Thursday, November 29, 2007
Wednesday, November 28, 2007
My question is about the net export curve. In his textbook, the net export curve shows the real exchange rate plotted on the Y-axis and equal to r = (eP)/P* yet the story is clearly about nominal rates. Nominal rate is the rate that one currency can be exchanged for another whereas real is the amount of goods that are exchanged. Which one is it?
Tuesday, November 27, 2007
Monday, November 26, 2007
Russ Roberts has a nice podcast here.
One of the most important issues facing the world today is property rights. An example would be who owns the polar ice caps as oil shortages and global warming becomes a daily portend.
Saturday, November 24, 2007
Friday, November 23, 2007
Economic models assume a cyclical use of resources that are renewable. But we know better. After burning coal, the pollution cannot be reused even though the same amount of energy is still available after we burn coal. Thus, entropy increases and this increase in irreversible and irrevocable. In other words, we're doomed. The author posits that 2100 will be the year all of our resources are deleted.
The authors conclude that long-run inflation expectations are not as firmly entrenched in the US as in the Euro area. The paper as econ 101 implications for the Phillips Curve, Fed Reaction Function, nominal interest rates and the Fisher Effect.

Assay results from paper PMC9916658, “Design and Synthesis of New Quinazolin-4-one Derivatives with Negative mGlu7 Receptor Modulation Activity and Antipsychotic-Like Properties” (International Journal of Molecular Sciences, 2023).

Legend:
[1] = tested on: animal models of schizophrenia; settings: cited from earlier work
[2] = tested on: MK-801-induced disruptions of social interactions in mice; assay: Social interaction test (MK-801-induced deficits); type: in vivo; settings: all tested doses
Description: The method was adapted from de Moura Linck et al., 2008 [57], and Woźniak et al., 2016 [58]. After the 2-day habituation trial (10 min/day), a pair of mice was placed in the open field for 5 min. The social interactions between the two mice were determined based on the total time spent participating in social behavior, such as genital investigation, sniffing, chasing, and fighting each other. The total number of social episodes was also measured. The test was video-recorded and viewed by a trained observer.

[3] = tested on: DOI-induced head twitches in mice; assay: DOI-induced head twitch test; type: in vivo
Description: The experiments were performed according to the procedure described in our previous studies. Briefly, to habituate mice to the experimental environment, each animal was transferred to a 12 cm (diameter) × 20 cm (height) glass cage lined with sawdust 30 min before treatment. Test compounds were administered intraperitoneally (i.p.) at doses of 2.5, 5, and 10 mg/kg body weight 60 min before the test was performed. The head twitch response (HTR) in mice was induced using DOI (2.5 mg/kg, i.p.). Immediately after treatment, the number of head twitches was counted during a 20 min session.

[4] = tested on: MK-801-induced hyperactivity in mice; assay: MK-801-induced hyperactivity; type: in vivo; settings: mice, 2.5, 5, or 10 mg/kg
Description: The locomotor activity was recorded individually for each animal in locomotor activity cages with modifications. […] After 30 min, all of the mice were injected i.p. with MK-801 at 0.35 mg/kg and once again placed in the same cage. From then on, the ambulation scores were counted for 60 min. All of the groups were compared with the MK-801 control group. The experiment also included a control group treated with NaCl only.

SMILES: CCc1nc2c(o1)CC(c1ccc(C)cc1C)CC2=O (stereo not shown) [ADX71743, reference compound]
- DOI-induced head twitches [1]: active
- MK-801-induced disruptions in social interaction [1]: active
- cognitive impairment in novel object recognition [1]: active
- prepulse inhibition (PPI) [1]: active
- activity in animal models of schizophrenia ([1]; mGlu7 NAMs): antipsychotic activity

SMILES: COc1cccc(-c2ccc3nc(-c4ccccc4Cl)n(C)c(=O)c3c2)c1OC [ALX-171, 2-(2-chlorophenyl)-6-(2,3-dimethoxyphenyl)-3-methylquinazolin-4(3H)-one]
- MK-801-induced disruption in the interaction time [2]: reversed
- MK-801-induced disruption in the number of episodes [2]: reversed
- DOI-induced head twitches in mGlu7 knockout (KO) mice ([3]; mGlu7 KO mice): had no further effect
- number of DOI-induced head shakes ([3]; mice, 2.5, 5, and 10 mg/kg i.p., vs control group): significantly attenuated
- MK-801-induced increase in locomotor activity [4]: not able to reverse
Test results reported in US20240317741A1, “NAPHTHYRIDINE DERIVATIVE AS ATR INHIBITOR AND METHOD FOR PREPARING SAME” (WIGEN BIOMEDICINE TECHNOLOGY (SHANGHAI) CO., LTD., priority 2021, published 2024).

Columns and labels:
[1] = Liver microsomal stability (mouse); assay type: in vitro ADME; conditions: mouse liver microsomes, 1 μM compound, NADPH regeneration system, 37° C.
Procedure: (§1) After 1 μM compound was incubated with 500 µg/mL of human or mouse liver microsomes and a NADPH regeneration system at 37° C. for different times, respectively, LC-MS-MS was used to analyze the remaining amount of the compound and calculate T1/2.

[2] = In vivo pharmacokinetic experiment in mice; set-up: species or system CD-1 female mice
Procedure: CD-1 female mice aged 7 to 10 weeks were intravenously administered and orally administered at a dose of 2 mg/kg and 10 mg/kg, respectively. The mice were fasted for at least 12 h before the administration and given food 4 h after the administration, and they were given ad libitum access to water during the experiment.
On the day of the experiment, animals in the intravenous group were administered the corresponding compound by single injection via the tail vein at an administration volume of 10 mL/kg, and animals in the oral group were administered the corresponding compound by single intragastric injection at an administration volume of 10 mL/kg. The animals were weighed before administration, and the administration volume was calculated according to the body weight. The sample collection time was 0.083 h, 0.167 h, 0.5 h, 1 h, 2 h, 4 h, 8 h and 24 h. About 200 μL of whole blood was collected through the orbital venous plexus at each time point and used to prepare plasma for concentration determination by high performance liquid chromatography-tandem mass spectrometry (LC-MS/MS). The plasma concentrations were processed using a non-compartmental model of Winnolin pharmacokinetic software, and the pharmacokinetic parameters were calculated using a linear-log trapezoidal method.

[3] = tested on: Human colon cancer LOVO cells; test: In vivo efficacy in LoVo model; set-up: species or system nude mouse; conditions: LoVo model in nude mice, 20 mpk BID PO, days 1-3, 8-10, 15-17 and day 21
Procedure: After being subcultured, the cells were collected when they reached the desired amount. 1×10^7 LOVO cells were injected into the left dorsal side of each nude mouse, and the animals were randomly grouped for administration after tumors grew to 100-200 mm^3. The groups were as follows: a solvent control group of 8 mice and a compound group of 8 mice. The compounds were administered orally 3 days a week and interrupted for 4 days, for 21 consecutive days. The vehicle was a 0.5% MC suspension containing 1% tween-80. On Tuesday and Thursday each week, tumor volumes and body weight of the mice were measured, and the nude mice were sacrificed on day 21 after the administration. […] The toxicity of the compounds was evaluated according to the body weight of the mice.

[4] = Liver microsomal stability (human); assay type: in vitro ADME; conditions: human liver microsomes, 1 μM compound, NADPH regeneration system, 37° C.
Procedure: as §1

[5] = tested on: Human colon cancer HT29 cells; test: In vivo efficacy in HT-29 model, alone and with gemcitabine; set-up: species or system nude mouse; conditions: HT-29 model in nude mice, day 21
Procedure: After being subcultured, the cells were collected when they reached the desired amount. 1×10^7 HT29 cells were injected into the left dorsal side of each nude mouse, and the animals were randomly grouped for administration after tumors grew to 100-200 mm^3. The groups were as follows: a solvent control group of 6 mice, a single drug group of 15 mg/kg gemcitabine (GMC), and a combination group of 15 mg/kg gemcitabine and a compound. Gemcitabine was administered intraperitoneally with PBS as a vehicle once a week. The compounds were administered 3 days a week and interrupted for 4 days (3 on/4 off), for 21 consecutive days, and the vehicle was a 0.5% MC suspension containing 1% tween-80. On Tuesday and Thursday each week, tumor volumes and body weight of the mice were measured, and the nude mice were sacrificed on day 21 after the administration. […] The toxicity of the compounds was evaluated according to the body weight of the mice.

A salute goes to Mike Johannsen for the paper. Muscatine grads wanting to contract Ben can email: firstname.lastname@example.org
Monday, November 19, 2007
Sunday, November 18, 2007
Saturday, November 17, 2007
Tuesday, November 13, 2007
"The rule of 70Inflation erodes the buying power of a dollar, so that eventually it will buy only half of what it used to.
Want to know how quickly your money will lose half its buying power? Divide 70 by the expected inflation rate. If it's 3.5%, your dollar will be worth 50 cents in 20 years (70 divided by 3.5 equals 20). If inflation soars to 10%, your money's value is halved in seven years."
Money earns an interest rate of -expected inflation rate. In addition, you could have invested the money else earning a real return, R. My AP economics book instructs us to teach that the real interest rate equals nominal interest rate minus the expected rate of inflation. Rearranging this equation gives: Nominal interest rate = Real - expected inflation. If holding money earns negative expected inflation then Nominal = Real - - expected inflation which is the Fisher Effect. If inflation is increasing, look for nominal rates to increase by the same amount.
To read what Wikipedia has to say about Irving Fisher, click here.
Monday, November 12, 2007
Sunday, November 11, 2007
Saturday, November 10, 2007
To see a video of Dr. Janarthanan talking to Dr. Mather, watch the video below.